Press Release nr97-50
Press Release · Monday, March 10, 1997

Washington, DC

Press Release
March 10, 1997
Eisenhower Library to Release First Dictabelt Recordings

The National Archives and Records Administration announced today that the Eisenhower Presidential Library in Abilene, Kansas, will make available on Friday, March 14, 1997, the first of ten dictabelt recordings of conversations between President Eisenhower and others in the Oval Office. The dictabelts, which will be transferred to cassettes, were recorded on January 4, 7 and 19, February 24 and March 5, 1955. The first cassette will be available at 9 A.M. (CST) from the Eisenhower Library and at 10 A.M. (EST) from the National Archives Public Affairs staff in the National Archives Building, Washington, DC. The Eisenhower Library is located at 200 SE 4th, Abilene, Kansas. The National Archives Public Affairs staff is located in Room G-5, Pennsylvania Avenue, between 7th and 9th Streets, NW. Each cassette, which is accompanied by a detailed log, will cost $12.25. Checks should be made payable to the Eisenhower Library.

The first dictabelt recording, lasting approximately 25 minutes, is a conversation between President Dwight Eisenhower and Senator Walter George (D-GA), Chairman of the Senate Foreign Relations Committee, on January 7, 1955. The focus of the conversation is Senator George's cooperation with the Administration on the Bricker Amendment issue. The Bricker Amendment, introduced by Senator John Bricker (R-OH), would have subjected all international agreements to approval by Congress. President Eisenhower's secretary, Ann Whitman, summarized the conversation between the Senator and the President. This summary was opened to researchers in 1976.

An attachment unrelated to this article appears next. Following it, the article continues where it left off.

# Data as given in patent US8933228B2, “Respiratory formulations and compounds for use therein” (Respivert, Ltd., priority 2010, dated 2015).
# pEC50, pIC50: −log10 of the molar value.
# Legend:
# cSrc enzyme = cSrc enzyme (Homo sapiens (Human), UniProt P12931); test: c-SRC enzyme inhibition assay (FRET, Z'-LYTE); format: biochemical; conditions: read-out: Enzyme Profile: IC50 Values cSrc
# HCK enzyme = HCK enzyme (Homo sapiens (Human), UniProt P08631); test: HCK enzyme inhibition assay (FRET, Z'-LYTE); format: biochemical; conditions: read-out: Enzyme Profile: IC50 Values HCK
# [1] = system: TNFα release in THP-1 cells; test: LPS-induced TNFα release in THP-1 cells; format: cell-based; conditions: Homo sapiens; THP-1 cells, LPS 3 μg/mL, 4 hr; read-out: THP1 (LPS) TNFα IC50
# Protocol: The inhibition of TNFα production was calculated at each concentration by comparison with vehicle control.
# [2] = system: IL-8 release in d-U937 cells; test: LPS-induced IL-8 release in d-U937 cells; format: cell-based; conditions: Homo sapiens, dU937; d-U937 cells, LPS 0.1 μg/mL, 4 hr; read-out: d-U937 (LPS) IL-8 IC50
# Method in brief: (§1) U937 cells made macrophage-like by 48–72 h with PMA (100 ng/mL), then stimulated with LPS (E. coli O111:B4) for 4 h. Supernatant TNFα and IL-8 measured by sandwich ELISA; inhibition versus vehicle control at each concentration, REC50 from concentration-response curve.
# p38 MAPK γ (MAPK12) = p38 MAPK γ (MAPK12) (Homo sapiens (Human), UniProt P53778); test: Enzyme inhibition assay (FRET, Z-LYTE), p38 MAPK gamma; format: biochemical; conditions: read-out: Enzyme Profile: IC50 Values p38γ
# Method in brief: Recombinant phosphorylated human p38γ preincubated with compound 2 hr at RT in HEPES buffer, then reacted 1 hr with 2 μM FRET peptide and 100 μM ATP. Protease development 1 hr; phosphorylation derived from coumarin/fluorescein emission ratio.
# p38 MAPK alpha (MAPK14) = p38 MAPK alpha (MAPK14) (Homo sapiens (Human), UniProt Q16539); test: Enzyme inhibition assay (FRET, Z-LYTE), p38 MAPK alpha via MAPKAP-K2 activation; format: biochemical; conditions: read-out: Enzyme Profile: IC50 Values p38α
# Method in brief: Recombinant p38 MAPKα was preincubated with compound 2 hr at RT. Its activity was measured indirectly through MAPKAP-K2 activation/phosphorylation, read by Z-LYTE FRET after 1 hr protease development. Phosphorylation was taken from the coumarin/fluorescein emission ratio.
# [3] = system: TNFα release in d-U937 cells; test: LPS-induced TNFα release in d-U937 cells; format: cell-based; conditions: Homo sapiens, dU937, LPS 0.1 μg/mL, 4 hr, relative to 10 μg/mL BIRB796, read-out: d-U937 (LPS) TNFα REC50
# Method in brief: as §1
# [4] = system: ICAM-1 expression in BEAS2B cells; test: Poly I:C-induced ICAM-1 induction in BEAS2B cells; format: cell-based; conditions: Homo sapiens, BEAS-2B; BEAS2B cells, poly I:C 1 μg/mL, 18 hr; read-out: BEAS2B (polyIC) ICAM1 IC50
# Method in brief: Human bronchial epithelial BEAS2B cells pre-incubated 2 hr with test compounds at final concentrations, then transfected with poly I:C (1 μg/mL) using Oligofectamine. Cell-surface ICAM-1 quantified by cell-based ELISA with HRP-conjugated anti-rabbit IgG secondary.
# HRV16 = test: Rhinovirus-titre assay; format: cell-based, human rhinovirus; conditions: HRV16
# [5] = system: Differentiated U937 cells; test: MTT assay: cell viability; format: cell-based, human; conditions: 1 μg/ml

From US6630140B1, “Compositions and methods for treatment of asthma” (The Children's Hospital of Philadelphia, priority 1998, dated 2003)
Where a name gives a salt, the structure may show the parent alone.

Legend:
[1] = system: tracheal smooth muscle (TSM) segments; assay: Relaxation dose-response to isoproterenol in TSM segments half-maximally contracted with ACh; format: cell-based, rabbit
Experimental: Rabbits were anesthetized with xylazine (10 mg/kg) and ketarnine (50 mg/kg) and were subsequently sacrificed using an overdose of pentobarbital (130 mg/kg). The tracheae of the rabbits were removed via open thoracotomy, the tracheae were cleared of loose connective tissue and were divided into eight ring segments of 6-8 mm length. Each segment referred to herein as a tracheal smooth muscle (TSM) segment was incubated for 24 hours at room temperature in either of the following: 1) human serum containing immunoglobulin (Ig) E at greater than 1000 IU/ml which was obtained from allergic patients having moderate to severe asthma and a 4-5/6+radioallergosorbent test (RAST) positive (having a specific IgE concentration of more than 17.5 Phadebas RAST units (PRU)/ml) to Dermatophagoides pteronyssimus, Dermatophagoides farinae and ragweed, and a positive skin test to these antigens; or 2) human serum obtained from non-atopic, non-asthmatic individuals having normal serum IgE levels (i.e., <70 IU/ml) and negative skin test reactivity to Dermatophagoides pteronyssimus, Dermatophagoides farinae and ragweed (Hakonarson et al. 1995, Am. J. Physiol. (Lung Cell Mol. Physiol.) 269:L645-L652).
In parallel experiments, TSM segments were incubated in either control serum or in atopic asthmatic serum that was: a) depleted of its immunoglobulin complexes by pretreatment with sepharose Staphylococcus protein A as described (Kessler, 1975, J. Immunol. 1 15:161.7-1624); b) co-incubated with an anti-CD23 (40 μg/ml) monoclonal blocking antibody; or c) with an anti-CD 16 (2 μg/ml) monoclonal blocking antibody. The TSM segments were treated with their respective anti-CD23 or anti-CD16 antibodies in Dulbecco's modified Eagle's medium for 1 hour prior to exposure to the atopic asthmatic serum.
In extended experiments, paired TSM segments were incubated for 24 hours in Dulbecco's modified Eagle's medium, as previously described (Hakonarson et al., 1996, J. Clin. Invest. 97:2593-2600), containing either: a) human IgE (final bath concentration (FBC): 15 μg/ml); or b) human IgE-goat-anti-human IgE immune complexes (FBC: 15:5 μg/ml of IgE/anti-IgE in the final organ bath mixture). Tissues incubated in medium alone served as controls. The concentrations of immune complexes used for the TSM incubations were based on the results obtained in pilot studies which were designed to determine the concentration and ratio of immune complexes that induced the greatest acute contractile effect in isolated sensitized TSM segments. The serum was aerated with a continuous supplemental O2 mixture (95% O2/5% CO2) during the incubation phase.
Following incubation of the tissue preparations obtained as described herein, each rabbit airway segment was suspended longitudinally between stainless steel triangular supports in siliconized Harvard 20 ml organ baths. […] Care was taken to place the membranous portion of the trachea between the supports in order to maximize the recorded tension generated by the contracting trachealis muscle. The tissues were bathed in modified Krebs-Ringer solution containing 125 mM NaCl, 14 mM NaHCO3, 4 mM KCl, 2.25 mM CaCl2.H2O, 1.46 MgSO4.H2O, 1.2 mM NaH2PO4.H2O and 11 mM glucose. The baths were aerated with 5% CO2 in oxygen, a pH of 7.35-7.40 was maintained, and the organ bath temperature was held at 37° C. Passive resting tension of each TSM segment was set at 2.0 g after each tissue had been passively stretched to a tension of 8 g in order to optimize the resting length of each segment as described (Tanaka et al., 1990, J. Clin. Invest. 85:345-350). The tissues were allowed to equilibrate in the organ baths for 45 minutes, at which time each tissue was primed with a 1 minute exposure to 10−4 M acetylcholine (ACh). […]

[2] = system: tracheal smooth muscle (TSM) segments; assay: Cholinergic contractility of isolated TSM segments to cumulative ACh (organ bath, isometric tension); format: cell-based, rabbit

The release of the dictabelt recording is in response to a researcher's request. This was the first request the Library has received to listen to the dictablets.

The Dictaphone Corporation volunteered its services to recover the conversations from the dictabelts, that are old and were recorded on machines that are now obsolete. The remaining recordings of the dictabelts will be available as quickly as archivists can review the materials and prepare narrative information.

For additional PRESS information, please contact the National Archives Public Affairs staff at (301) 837-1700 or by e-mail at Visit the National Archives Home Page on the World Wide Web at


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